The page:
Proximate body composition of the larval, metamorphosing and downstream migrant stages in the life cycle of the Southern Hemisphere lamprey, Geotria australis
Bird, D. J. and Potter, I. C. (1981) Proximate body composition of the larval, metamorphosing and downstream migrant stages in the life cycle of the Southern Hemisphere lamprey, Geotria australis. Environmental Biology of Fishes, 6 (3-4). pp. 285-297. ISSN 0378-1909
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Publisher's URL: http://dx.doi.org/10.1007/BF00005758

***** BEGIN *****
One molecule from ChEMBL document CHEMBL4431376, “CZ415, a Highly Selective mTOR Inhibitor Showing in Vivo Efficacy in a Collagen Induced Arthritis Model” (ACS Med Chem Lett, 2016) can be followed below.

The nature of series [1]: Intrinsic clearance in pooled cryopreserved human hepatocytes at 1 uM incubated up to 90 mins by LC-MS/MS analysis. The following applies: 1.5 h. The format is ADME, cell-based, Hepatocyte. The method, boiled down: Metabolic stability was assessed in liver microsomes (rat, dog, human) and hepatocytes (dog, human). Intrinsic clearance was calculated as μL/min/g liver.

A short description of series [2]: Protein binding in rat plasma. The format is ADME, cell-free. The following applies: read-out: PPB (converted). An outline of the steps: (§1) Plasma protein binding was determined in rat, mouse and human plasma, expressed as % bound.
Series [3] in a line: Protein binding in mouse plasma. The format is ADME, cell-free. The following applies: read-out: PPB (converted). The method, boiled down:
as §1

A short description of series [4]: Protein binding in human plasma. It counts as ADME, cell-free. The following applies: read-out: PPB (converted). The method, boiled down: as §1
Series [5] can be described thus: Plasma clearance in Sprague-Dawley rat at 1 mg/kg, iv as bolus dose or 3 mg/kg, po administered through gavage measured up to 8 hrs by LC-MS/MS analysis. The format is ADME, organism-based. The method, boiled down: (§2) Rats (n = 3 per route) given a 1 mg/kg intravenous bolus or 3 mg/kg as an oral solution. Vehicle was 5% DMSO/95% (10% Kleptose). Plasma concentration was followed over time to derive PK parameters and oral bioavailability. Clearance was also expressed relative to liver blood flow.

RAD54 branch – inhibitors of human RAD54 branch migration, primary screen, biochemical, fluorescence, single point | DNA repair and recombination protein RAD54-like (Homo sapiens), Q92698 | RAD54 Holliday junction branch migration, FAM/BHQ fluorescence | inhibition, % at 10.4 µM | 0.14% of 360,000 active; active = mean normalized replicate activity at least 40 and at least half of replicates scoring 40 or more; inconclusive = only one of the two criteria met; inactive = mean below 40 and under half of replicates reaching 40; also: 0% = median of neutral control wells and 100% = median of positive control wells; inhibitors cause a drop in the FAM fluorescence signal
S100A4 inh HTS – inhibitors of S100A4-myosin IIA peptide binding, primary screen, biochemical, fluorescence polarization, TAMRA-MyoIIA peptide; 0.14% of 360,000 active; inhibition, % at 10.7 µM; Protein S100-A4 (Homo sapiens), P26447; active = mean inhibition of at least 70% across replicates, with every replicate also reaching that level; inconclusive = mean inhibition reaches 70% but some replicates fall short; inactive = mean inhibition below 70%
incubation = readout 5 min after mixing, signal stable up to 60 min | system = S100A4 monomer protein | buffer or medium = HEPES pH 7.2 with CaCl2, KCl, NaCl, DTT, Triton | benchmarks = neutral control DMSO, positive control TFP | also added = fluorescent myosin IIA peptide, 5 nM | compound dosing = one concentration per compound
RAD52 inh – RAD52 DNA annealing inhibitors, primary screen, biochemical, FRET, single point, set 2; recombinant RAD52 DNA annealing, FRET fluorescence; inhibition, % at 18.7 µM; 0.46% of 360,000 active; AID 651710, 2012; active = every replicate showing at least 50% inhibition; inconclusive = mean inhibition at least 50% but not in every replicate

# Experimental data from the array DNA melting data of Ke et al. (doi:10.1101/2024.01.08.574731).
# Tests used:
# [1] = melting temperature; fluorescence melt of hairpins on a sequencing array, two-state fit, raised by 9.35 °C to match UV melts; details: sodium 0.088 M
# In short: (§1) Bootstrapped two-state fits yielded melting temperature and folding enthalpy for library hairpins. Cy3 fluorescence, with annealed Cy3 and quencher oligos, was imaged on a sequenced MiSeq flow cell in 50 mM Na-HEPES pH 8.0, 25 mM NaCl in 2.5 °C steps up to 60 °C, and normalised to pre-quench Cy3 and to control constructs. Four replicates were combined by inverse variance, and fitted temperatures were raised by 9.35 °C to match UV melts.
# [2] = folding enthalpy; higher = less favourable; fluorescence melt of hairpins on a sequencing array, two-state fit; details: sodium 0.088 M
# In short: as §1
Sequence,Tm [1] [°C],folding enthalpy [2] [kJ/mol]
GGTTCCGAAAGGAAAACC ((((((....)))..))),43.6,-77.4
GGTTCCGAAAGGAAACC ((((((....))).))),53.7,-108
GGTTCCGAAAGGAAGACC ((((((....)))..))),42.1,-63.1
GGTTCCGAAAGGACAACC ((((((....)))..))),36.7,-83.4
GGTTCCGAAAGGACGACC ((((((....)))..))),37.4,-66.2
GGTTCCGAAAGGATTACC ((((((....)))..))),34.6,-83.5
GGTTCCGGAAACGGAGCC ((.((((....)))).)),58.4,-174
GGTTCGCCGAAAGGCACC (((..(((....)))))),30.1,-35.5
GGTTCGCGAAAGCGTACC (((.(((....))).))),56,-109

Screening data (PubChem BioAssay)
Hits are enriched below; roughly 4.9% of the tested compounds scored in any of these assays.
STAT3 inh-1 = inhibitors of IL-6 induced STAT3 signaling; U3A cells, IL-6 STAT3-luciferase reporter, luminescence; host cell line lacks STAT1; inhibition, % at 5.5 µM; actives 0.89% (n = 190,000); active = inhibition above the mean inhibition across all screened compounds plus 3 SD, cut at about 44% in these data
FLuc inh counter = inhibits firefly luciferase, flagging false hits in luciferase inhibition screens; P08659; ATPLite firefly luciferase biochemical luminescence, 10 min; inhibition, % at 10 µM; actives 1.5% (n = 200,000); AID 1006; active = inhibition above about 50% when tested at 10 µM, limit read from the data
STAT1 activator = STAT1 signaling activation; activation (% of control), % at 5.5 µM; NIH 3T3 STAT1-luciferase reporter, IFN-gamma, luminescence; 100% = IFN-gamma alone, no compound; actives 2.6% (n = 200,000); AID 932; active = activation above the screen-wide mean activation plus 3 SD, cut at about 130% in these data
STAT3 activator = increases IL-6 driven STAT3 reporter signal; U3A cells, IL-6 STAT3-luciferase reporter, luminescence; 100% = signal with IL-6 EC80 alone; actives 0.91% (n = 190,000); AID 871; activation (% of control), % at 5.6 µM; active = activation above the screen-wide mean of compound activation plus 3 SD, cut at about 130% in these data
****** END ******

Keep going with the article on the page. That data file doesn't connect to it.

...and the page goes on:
The water, total lipid, protein and ash content have been measured in larval, metamorphosing (stages 1–7) and downstream migrantGeotria australis caught in Western Australia between October 1977 and August 1979. The total lipid content of ammocoetes changed markedly with season and increased with body size. Although, unlike other species, the ammocoetes ofG. australis continue to increase in length during the latter part of larval life, the relative amount of total lipid still rose during this period, eventually reaching levels equivalent to approximately 14% of the wet body weight at the commencement of metamorphosis. During the six months between the onset of metamorphosis and the downstream migration, total lipid declined to approximately 8%. Assays for phospholipid of larval and metamorphosingG. australis indicated that changes in total lipid were almost entirely due to variations in neutral lipid. Changes in the percentage amount of total lipid were accompanied by an inverse but slightly greater amount of change in percentage water. During metamorphosis, the absolute amount of total lipid in a standard animal declined from 122 mg at stage 1 to 53 mg at stage 7, whereas water rose initially from 597 mg at stage 1 to 638 mg at stage 3, before declining to 442 mg by stage 7. Although the percentage amount of protein and ash tended to increase slightly during larval life, neither showed conspicuous seasonal changes. In both relative and absolute terms, protein declined during metamorphosis. A comparison of the data on the proximate body composition inG. australis and holarctic lampreys shows that different strategies have been employed to accumulate large amounts of fat by the end of larval life and to utilize protein during metamorphosis.